And-Ones: Awards, Nocioni, Williams-Goss

The NBA’s awards will be unveiled a little differently this year than we’ve grown accustomed to in the past. Per an Associated Press report (via, the league’s first televised award show will be held on June 26, in between draft day and the start of free agency. In the past, winners of awards like MVP, Rookie of the Year, Defensive Player of the Year, and others have been announced throughout the postseason. This time around, they’ll be revealed on TNT after the Finals.

In addition to being announced in a new way, this year’s set of awards will also be voted on a little differently. Broadcasters employed by teams are no longer involved in the process, as Pacers play-by-play man Mark Boyle and Bulls announcer Chuck Swirsky confirmed (Twitter links). According to Brian Windhorst of, the voting pool has been reduced from about 125 voters per award to 100 broadcasters and writers, most of whom cover the game nationally.

As we wait to see how the changes to the award process affect this year’s results, let’s round up a few more odds and ends from around the basketball world…

  • Real Madrid forward Andres Nocioni announced on Monday that he intends to retire at the end of this season (Twitter link; English link via Sportando). It has been several years since Nocioni last appeared in the NBA, but the 37-year-old appeared in 514 total regular season games for the Bulls, Kings, and Sixers over the course of eight seasons. In those games, he averaged a respectable 10.5 PPG and 4.5 RPG.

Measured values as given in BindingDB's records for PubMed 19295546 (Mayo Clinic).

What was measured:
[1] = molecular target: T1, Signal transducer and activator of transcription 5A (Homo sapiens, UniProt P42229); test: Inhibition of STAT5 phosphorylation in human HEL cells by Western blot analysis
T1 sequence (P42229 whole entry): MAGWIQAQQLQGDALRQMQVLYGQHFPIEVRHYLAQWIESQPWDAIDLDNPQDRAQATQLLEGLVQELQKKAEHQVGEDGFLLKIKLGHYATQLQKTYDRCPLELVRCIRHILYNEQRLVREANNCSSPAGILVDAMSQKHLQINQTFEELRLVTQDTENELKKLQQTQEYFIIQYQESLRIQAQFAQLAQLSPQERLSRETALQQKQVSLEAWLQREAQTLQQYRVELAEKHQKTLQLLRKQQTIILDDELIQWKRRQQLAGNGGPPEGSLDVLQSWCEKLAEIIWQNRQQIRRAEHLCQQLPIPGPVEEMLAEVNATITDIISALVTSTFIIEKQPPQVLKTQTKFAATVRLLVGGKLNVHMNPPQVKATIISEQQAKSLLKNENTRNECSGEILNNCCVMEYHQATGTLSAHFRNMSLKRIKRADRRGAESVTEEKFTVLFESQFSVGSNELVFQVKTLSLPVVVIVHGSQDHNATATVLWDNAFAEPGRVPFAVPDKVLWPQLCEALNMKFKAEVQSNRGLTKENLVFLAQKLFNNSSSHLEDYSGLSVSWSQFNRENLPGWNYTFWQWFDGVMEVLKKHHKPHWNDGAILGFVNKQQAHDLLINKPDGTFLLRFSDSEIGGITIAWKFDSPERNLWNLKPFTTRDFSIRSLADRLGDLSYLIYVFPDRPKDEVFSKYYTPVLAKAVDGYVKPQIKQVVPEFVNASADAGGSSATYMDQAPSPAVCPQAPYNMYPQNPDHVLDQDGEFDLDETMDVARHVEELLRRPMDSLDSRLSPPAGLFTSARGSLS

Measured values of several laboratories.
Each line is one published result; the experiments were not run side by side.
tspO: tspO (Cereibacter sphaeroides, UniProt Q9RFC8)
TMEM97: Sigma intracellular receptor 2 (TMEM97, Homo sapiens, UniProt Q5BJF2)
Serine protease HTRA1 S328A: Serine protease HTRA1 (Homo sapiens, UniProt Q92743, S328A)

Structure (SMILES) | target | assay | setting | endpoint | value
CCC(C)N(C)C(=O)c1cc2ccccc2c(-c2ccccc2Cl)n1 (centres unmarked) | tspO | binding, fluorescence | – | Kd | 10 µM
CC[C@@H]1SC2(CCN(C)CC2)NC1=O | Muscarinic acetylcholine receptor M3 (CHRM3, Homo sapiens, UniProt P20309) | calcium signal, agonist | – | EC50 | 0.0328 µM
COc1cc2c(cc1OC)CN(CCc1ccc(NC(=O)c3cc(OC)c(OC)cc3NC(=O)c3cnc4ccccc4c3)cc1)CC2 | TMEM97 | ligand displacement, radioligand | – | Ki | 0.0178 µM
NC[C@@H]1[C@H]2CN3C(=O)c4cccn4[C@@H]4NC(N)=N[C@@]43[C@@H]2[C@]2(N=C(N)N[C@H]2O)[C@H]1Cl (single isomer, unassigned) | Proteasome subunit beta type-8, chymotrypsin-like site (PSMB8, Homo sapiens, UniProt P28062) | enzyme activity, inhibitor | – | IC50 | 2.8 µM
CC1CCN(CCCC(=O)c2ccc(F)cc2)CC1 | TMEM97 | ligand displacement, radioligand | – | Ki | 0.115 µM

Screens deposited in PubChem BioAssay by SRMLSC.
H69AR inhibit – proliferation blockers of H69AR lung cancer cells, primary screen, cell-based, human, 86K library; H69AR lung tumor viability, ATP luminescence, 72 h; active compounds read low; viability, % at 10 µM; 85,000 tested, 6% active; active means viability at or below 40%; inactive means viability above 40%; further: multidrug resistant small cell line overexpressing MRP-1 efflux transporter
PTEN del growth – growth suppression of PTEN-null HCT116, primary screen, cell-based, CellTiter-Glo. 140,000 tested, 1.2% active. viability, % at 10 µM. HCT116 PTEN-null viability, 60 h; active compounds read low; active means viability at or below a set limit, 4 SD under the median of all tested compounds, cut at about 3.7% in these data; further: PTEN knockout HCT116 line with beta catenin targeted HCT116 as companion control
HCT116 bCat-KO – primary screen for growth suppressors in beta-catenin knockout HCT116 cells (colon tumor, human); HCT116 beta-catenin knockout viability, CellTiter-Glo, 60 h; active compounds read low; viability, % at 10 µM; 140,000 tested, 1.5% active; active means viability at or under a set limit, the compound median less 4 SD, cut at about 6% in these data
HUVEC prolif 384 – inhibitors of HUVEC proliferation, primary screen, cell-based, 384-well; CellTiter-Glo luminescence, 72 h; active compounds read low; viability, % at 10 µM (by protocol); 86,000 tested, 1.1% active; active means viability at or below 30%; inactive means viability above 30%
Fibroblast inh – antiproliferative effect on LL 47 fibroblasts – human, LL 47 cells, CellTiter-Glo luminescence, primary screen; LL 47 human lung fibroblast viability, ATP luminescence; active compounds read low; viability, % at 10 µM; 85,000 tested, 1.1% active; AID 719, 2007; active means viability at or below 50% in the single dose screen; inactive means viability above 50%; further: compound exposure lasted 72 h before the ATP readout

• David Yapkowitz of Basketball Insiders identifies several notable Eastern Conference players who may benefit from a change of scenery, including a pair of Knicks.
  • Before he transfered to Gonzaga two years ago, Nigel Williams-Goss thought “long and hard” about heading to the NBA, notes Jeff Goodman of Following the Zags’ loss in Monday’s championship game, the junior guard could opt to go pro or to return to school for his senior year.
  • Which college basketball coaches are the top candidates to make the leap to an NBA head coaching job? Sean Deveney of The Sporting News breaks down some of the possibilities.
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